Look, I don't want to sound too harsh. All of us have probably used these words or others like them at some point, but like any culture shift - and innovation is all about culture - sometimes it starts (or ends) with a single phrase. “Smart dumb” phrases don’t help anyone, especially the person who delivers the misguided wisdom!

Have you got an “Innovation Killer” in your business? Here’s five dead giveaways

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Inertia has killed a lot of giants. The clients we work with know this. All of them are looking to overhaul their legacy processes, to implement new digital products and to use technology to better serve their clients. That said, an organisation's fate relies on its people, and one bad innovation apple can spoil the bunch – this bad apple is otherwise known as the dreaded “Innovation Killer.” 

The challenge is that Innovation Killers aren’t always obvious. They play it cool and practice passive resistance. They travel in stealth mode. They know that at the very least they must give lip service to the future, even while killing it in the crib.

The Innovation Killer is the opposite of an organisation’s "Change Agent” – that sunny innovation advocate who champions the push to implement new digital technologies. 

Luckily, years of delivering transformative projects have supplied our team with five phrases that we all agree are dead giveaways you’re dealing with an Innovation Killer.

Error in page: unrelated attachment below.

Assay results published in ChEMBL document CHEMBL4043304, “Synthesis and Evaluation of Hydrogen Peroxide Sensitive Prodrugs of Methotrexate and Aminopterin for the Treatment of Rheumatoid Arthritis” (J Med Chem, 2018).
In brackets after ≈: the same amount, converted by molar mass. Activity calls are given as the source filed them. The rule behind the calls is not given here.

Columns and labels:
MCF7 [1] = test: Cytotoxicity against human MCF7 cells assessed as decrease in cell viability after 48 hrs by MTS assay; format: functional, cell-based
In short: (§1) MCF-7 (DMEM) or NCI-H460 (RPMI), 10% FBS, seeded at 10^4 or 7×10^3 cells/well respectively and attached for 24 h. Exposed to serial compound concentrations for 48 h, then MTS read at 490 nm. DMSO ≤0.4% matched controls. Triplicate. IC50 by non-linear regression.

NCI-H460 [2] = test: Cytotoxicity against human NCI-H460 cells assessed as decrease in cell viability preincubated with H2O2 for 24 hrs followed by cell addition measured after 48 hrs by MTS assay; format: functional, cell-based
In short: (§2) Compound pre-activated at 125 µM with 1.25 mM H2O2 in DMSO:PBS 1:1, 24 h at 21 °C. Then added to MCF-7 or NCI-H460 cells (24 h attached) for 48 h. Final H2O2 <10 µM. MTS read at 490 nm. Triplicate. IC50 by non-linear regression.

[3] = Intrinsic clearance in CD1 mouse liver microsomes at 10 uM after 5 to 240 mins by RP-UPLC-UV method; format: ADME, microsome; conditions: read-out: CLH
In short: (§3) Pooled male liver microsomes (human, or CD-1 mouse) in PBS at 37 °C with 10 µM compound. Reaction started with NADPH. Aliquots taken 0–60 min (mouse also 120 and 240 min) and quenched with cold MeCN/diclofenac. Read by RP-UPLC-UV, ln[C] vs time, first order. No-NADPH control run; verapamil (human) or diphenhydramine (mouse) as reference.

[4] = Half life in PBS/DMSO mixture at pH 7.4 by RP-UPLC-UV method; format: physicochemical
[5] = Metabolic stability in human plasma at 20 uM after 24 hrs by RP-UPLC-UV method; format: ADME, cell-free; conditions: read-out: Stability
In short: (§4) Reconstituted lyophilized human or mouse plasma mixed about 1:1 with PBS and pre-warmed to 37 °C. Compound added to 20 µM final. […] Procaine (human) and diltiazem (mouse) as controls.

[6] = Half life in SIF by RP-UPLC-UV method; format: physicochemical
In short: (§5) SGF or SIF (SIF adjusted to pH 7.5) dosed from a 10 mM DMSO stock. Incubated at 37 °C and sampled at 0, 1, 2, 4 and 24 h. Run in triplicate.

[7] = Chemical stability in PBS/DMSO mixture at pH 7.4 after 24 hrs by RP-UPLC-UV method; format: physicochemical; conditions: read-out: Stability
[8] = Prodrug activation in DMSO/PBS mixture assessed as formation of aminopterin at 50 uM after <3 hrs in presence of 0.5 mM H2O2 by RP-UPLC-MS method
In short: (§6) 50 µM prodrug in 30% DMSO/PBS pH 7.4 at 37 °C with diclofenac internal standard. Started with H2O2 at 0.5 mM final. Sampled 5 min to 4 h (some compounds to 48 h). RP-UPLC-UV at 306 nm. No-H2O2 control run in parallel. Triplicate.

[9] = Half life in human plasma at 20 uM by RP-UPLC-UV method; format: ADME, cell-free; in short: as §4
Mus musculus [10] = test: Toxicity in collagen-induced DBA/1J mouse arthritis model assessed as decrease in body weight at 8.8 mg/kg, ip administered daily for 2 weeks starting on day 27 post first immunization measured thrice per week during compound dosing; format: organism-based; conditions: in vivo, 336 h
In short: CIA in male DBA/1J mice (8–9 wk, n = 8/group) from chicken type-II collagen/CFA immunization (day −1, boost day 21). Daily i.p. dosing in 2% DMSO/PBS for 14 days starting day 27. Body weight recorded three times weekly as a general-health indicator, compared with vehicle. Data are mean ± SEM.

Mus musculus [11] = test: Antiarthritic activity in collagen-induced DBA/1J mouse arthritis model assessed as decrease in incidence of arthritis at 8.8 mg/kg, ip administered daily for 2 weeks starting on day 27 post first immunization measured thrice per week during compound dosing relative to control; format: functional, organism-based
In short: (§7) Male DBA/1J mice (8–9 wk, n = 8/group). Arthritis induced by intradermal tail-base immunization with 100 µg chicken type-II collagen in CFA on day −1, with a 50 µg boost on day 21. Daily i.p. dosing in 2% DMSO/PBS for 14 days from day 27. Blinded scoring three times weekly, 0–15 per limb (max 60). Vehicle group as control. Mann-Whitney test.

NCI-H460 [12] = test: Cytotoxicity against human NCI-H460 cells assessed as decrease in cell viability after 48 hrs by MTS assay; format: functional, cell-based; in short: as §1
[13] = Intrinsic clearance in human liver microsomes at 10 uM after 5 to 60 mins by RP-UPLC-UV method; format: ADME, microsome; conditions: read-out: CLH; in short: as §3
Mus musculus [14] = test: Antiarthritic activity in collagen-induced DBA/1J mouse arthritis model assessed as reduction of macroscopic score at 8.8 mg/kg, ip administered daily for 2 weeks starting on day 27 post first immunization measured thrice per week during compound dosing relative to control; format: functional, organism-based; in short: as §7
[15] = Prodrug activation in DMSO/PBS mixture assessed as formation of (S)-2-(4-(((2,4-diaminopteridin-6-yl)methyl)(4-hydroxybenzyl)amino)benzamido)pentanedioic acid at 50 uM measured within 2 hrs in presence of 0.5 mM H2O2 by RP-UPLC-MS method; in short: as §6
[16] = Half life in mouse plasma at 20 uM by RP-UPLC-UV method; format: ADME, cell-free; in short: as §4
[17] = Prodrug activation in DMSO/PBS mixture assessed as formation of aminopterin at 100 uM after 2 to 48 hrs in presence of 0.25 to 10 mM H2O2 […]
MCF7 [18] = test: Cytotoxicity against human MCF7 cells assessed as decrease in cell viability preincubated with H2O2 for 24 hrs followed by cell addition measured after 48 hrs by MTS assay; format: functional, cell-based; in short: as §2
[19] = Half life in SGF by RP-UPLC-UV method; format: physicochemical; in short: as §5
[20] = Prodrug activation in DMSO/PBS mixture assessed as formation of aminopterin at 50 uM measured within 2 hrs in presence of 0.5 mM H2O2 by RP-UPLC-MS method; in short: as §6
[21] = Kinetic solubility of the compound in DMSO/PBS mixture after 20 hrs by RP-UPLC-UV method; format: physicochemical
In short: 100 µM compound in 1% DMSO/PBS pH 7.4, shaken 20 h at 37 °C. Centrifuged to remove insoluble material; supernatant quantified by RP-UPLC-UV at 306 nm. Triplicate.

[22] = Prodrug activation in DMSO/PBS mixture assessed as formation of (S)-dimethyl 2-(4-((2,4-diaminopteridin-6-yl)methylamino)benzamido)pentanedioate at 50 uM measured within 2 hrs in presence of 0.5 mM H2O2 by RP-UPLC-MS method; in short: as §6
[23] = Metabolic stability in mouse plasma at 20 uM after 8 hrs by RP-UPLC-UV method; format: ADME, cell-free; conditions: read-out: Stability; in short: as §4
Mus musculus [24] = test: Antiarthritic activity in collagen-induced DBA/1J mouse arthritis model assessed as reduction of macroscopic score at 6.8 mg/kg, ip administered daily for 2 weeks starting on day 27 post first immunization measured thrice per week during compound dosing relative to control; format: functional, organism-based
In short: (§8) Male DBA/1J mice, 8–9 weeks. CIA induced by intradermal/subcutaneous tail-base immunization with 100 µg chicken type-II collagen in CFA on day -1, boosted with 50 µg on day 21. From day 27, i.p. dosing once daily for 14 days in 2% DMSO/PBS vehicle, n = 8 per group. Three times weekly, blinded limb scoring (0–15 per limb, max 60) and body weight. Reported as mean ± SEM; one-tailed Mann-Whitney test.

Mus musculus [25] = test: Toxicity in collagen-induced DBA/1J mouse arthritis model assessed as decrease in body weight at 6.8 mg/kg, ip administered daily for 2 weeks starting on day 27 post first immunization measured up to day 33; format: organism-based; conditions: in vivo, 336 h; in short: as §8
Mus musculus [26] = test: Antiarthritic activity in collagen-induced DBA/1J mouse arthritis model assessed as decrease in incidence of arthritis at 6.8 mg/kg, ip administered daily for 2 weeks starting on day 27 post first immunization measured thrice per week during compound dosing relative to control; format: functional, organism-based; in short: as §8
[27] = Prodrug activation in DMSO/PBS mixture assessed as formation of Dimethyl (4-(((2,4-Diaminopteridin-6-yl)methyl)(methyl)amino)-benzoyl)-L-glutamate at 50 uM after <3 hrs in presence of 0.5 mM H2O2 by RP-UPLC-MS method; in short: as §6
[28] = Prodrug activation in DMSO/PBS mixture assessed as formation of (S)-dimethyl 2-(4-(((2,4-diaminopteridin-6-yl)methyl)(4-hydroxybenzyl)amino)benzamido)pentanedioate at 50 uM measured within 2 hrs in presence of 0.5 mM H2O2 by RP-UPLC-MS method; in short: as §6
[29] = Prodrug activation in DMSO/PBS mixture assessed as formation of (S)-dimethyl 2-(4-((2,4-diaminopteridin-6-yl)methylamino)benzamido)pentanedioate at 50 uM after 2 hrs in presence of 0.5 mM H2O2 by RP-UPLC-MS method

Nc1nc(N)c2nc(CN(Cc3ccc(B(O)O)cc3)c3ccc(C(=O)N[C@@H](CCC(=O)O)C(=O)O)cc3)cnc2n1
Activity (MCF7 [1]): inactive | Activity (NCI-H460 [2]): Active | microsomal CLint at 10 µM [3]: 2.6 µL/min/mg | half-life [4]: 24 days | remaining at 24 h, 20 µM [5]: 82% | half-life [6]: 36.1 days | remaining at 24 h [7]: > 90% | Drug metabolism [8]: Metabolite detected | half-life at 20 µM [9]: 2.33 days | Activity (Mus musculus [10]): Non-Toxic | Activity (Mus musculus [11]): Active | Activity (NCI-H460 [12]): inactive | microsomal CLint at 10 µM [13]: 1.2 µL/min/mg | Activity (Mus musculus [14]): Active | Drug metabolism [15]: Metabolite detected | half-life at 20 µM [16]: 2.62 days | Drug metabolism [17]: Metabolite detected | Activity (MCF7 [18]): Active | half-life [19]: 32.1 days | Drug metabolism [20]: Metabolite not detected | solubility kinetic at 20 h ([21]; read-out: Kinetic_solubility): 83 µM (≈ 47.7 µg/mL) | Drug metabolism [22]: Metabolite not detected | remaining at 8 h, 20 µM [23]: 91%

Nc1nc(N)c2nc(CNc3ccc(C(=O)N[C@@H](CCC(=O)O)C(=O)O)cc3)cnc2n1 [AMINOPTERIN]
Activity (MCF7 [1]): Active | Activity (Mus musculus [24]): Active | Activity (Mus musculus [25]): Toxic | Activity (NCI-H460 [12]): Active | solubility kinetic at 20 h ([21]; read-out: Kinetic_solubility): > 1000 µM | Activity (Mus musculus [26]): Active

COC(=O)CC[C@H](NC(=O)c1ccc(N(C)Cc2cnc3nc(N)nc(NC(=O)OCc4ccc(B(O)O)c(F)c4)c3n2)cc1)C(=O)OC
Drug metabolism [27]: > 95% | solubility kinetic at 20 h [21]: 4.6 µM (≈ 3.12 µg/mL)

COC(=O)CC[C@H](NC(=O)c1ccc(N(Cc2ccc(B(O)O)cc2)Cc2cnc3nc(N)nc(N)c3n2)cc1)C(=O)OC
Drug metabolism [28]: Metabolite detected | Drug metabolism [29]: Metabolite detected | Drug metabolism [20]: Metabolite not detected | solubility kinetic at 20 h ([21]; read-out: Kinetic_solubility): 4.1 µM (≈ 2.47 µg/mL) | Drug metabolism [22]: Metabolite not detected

1. “We’ve tried that before, it didn’t work.” If a project didn’t work the first time, that doesn’t mean it won’t ever work. It might have been tried in the past, but never at this point in time, with this team, and this technology. If the previous attempt failed because of technical limitations, it’s possible those limitations have been addressed in subsequent releases or through entirely new offerings.     

2. “That’s not how we do it here.” Innovation by its very nature changes how things are done. Rather than think of how new digital products change current processes, they should be viewed through the prism of how they improve current processes.  

3. “We could do that ourselves.” If that were the case, it would already be done.

4. “That doesn’t fit with our policy.” Policies are written to help guide businesses; they’re not meant to be wielded as swords to cut down innovation. Good organisations update their policies as they grow and transform, because policies are written to fit the processes and capabilities of the time. Transformational digital products can only deliver their real value if they’re embraced by the whole business – this often means policies need to be updated to encompass the potential of the new technology.  

5. “People don’t like change.” This is perhaps the most common Innovation Killer phrase I hear, and it’s a red herring. It’s not change people fear, it’s loss. Truly innovative and transformational projects are a time of upheaval, but it’s an uplifting upheaval. Thankfully, while this is the most common objection, it’s also the easiest to address. Through good communication, taking the time to explain how much more efficient and productive they’ll be, and how the new technology simplifies their life and the lives of their customers, the Innovation Killer can be brought around.

When it comes to digital transformations, you can’t innovate without changing the status quo. In the face of this disruption, the organisation’s Innovation Killer will inevitably make themselves known and how you deal with them can make or break a project.